Maybe I have scary nightmares, but I don't awaken, so I don't remember them.

When I was in college living in the dorm, I always had my own room, no roommate, because (they say) I screamed words and cried in my sleep all the time, and it disturbed anyone else in the room.  Not just because I was loud, but because my obvious distress worried them.  But I don't remember any nightmares.

Ex#1 did say I sometimes cried or shouted in my sleep.  He'd wake me and it would stop, but again, even after being awakened, I don't remember any dream.

That was a very long time ago, and no one else has complained about it since then, so I don't know. 

I have been dreaming more lately, but the ones I'm working on as I wake in the morning are mostly pleasant,  usually involving some people, mostly older women, who are being hospitable, pleasant, we're working on something together, that kind of thing.   I read as I'm falling asleep at night, fall asleep with my nose in a book, the light is on a timer, and I think what I'd been reading influences my dreams.

3981 Shall we become hermits?

Saturday, October 4, 2014

"The ability we value most is plausible deniability."


Airports are checking passengers for fevers before they can board a flight.   Great.  I guess this can help to assure that no one on the flight is exposed to someone with ebola in the contagious stage.  But it does nothing to prevent someone with ebola in the not-yet contagious stage from traveling anywhere they want.  So it does nothing to stop ebola from spreading around the world.

I don't understand.  It doesn't make any sense.

And then there was the guy who thew up on a plane arriving at Newark from Brussels.  He was taken off the plane by people in full protective gear, the other passengers were held on the plane for a while, and then given handouts of what to do if they start showing ebola symptoms and they were let go, BEFORE the sick guy tested negative for ebola.  [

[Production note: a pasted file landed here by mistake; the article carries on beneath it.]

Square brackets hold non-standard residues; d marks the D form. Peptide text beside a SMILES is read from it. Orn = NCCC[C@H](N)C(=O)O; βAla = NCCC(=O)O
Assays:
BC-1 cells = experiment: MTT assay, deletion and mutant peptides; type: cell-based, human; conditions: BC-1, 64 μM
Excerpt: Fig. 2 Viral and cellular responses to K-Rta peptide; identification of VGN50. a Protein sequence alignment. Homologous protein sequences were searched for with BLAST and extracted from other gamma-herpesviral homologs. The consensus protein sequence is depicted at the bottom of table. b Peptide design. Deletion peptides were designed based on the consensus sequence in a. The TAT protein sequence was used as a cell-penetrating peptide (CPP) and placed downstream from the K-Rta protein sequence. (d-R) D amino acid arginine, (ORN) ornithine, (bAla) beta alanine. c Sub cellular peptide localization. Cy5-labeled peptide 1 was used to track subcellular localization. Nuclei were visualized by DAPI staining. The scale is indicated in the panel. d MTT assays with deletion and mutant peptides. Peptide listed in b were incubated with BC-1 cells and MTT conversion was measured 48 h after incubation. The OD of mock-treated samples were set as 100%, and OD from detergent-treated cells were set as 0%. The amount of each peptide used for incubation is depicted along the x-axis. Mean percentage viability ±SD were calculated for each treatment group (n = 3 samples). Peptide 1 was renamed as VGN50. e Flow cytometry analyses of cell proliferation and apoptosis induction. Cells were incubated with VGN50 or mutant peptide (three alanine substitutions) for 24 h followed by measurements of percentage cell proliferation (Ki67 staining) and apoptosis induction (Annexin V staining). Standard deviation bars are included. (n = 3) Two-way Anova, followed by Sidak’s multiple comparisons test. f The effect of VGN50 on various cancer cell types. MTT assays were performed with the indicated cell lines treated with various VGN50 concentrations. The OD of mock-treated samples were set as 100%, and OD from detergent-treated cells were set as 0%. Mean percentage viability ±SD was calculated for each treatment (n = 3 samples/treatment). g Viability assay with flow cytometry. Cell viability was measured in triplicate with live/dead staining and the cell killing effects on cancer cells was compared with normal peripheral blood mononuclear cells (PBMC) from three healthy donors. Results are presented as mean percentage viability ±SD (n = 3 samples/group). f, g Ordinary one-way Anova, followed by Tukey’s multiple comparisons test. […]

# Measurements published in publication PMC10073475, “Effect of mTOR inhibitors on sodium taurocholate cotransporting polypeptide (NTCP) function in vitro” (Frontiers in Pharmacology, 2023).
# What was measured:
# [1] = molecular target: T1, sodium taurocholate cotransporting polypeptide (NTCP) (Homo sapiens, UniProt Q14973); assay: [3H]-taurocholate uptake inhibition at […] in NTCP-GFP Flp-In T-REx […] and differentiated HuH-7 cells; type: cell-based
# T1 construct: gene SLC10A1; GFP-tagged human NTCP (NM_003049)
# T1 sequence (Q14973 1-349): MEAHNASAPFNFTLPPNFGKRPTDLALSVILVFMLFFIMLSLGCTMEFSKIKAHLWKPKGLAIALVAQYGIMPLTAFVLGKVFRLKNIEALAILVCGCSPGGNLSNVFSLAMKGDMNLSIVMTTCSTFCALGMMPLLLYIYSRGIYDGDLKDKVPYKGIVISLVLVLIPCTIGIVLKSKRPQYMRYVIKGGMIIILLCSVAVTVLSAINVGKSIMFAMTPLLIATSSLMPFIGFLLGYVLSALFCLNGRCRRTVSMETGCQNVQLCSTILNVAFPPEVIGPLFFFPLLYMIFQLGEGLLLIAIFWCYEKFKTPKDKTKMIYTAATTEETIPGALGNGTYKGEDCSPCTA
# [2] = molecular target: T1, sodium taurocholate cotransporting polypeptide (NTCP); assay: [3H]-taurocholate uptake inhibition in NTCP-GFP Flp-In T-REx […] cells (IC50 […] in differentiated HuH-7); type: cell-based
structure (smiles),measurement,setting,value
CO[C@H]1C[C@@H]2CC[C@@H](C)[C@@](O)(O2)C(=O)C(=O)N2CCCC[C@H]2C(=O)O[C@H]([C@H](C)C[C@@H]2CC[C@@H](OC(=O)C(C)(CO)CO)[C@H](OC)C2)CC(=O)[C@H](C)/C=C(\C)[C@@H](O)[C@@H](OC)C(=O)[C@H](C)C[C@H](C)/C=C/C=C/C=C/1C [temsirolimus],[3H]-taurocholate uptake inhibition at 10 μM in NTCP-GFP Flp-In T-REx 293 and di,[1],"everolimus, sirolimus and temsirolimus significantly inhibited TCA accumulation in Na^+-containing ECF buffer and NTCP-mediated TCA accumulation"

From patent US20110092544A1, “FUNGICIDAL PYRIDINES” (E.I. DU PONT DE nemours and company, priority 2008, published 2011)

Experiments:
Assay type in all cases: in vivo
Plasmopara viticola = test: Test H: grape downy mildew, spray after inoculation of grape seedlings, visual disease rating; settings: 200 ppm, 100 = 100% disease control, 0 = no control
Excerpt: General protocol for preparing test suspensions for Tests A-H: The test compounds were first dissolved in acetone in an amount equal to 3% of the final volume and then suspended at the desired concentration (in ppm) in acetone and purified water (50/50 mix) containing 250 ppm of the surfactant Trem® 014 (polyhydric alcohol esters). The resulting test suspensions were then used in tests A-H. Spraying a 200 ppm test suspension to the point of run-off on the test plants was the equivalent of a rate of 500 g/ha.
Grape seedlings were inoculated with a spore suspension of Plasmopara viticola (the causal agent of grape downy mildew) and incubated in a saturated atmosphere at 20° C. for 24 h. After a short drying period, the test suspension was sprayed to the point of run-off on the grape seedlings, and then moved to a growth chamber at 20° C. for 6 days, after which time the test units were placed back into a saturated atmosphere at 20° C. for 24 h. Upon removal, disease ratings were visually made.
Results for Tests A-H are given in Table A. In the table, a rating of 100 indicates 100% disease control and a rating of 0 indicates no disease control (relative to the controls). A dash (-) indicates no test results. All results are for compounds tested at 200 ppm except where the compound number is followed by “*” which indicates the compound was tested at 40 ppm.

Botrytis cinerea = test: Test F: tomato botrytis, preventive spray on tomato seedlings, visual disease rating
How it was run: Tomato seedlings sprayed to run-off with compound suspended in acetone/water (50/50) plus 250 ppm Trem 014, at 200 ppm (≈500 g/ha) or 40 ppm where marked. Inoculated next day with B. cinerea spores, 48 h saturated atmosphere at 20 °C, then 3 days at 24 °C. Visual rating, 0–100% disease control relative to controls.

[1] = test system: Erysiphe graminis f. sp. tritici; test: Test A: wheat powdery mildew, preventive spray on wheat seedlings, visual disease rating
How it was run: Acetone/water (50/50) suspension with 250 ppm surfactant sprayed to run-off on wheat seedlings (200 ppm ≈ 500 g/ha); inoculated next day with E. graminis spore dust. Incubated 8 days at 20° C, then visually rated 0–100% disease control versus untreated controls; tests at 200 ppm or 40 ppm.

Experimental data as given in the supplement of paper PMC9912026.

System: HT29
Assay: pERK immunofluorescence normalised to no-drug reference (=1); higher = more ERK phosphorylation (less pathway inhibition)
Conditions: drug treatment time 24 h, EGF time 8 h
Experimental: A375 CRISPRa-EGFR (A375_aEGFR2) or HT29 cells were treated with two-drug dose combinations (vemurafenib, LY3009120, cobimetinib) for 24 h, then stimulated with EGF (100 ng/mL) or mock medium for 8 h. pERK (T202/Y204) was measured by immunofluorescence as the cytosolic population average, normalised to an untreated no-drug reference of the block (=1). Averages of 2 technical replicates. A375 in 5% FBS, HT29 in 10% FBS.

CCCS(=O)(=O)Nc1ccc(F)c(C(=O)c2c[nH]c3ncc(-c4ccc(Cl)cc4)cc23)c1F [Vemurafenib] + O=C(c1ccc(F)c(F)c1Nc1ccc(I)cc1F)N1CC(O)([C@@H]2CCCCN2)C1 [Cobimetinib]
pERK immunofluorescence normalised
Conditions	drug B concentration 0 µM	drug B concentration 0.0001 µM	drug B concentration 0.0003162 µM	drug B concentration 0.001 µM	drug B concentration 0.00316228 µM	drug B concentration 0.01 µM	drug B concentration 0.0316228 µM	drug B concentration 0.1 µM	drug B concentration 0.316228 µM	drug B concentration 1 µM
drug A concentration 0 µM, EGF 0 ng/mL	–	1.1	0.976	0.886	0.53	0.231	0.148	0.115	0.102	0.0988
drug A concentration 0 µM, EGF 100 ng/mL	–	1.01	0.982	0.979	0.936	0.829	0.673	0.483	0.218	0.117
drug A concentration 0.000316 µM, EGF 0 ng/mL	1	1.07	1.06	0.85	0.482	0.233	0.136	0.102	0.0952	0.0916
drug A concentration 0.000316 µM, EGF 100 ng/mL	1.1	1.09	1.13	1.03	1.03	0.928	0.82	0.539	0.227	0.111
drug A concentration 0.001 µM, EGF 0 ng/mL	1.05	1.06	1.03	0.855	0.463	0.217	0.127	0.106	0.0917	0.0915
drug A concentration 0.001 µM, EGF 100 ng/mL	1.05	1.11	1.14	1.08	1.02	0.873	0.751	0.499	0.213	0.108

I don't understand.  It doesn't make any sense.

Some folks are saying that anyone coming from a country with ebola cases should be quarantined for three weeks after arrival somewhere else.  Well, we, the US, have at least one and possibly more ebola cases here.  So should Americans be quarantined for three weeks if they travel?  Should Arizona close their borders to Texans?

This is scary.  There's an attitude like "No big deal.  Even if a few cases show up, we can simply isolate those people and stop it in its tracks."  Duh.  The big problem in west Africa is that people are uneducated, not trusting the government and medical folks, and hiding sick relatives away.

Lack of education, distrust of government, distrust of doctors ("death panels", anyone?), distrust of "the system" --- yeah, sure, we don't have any of that here....


The other thing that bothers me is that in the cases of Americans and other westerners who have been diagnosed, nobody ever talks about HOW they got it.  Ok, the doctors and nurses, I can see that they had a higher chance of exposure, but they know how to protect themselves.  They know what to do and what not to do.  They are completely suited up and have decontamination procedures and know the punishment for screwing up.  So what went wrong?  And the reporters and that cameraman, how?

Why aren't they looking into that?  Maybe it's not as easy to avoid as they want us to believe?